Inflammation can affect every area of the spine. From the lower back to inflammation of the vertebrae themselves. Injuries to the spine, that include the:
This can cause swelling and a build-up of fluid that can be found on an MRI. This is the preferred method of detecting inflammation. When the term itis is used this usually indicates a type of inflammation. For example, neuritis means inflammation of the nerve/s. This can be seen with nerve compression where the nerve is swollen on an MRI.
Extinguish Spinal Inflammation
Causes of inflammation can be traced back to lifestyle choices, but can also be alleviated through healthy lifestyle adjustments that turn into habits.
Nutritional Health Coaching
Recommended is to avoid or decrease processed foods, trans fats, and sugar. Consider supplementing vitamin D, magnesium, and omega 3s.
Quitting smoking will improve circulation and extinguish vascular inflammation.
Regular Physical Activity/Exercise
Aerobic exercises improve cardiac function and circulation as well as exercises that support the spine ergonomically. Core and pelvic stabilization are necessary for lower back pain.
For acute inflammation caused by injuries steroids and NSAIDs can help with severe pain and inflammation.
When the spine and the body’s joints are in proper alignment, and the nerves are functioning at optimal levels the body’s biomechanics return to normal. This stops neuropeptides from producing and helps extinguish inflammation.
With the spine, surgery is not recommended as a first-line treatment unless it is an emergency or there is potential for permanent neurological damage. If medication, chiropractic, physical therapy, supplements, lifestyle changes, and/or complementary treatments like acupuncture do not help and quality of life and function are significantly impacted, then elective surgery can be considered.
Body Composition Spotlight
All-around Exercise Regimen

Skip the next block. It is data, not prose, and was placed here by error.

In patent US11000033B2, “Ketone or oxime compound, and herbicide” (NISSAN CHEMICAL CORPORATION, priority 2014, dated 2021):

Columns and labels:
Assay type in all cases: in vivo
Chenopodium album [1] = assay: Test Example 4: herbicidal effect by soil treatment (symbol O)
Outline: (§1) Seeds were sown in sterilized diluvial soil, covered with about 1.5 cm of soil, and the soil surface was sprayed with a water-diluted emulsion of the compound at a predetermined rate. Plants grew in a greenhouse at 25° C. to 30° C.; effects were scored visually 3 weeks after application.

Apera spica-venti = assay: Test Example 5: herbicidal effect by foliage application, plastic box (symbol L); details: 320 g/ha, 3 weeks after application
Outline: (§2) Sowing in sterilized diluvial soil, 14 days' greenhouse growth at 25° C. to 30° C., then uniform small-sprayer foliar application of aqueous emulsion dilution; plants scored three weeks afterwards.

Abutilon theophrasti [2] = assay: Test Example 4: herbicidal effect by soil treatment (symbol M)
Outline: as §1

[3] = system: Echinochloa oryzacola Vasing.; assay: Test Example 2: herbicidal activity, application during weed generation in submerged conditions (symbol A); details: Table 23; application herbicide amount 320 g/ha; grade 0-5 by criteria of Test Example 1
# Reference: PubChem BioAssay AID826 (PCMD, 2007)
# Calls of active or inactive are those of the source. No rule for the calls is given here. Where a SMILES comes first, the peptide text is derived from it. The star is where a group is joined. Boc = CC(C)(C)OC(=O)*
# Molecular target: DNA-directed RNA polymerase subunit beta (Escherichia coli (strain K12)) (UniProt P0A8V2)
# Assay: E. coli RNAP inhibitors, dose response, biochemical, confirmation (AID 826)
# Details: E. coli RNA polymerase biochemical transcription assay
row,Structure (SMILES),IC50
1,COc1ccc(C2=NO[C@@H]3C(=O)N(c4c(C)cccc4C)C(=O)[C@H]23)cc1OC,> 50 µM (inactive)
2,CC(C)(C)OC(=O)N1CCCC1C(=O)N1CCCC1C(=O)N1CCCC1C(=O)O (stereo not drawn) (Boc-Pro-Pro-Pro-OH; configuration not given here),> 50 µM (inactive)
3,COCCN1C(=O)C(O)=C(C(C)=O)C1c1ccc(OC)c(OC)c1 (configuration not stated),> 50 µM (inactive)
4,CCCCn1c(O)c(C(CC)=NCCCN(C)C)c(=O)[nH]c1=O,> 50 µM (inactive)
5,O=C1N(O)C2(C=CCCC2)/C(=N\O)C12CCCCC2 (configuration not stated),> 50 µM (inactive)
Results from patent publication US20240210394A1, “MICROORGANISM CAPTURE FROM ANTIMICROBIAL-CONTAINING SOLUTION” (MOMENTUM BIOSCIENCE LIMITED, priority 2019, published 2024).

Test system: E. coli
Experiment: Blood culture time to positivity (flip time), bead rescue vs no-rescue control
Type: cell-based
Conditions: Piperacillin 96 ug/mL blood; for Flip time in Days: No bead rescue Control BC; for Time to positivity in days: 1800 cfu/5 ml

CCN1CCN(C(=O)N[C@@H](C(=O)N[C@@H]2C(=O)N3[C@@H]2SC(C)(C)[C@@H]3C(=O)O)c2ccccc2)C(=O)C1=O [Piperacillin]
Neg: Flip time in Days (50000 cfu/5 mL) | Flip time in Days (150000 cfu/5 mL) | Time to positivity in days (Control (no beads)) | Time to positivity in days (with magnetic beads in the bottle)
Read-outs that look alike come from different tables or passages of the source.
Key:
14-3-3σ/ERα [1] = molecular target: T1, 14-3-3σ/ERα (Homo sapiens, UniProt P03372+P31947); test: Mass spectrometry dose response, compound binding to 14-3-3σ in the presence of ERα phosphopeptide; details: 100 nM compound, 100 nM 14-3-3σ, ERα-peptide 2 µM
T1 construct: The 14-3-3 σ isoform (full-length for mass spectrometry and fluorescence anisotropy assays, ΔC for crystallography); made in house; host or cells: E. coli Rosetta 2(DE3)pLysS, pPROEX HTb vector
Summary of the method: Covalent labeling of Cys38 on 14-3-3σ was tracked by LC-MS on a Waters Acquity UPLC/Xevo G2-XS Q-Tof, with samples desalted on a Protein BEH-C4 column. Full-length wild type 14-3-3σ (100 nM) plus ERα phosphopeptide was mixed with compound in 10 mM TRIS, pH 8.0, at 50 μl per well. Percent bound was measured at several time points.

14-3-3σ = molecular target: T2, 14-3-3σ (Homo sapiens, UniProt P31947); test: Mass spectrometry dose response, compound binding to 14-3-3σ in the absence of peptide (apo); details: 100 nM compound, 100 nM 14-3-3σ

As individuals continue to struggle with obesity and functional fitness with age, exercise becomes more important than ever. It is crucial to combine diet and regular physical activity/exercise to lose weight, have a favorable impact on body composition and lifespan. A well-rounded exercise regimen that incorporates all types of fitness. Aerobic exercise helps maintain an elevated heart rate and helps get rid of fat-free mass.
Resistance training helps to build lean muscle mass. Combining the two, with concurrent training, or utilizing a HIIT workout when there is not enough time will work wonders. Being better equipped and understanding why exercise is important for the body’s health, different types of exercise, and which ones are best suited for each individual’s needs will keep the body in top form for the long term.
Dr. Alex Jimenez’s Blog Post Disclaimer
The scope of our information is limited to chiropractic, musculoskeletal, physical medicines, wellness, and sensitive health issues and/or functional medicine articles, topics, and discussions. We use functional health & wellness protocols to treat and support care for injuries or disorders of the musculoskeletal system. Our posts, topics, subjects and insights cover clinical matters, issues, and topics that relate and support directly or indirectly our clinical scope of practice.*
Our office has made a reasonable attempt to provide supportive citations and has identified the relevant research study or studies supporting our posts. We also make copies of supporting research studies available to the board and or the public upon request. We understand that we cover matters that require an additional explanation as to how it may assist in a particular care plan or treatment protocol; therefore, to further discuss the subject matter above, please feel free to ask Dr. Alex Jimenez or contact us at 915-850-0900. The provider(s) Licensed in Texas& New Mexico
What Is Inflammation?: StatPearls. (November 2020) “Chronic Inflammation” https://www.ncbi.nlm.nih.gov/books/NBK493173/
Types of Inflammatory Spinal Conditions: Current Opinion in Rheumatology. (January 2014) “When and Where Does Inflammation Begin in Rheumatoid Arthritis?” https://www.ncbi.nlm.nih.gov/pmc/articles/PMC4033623/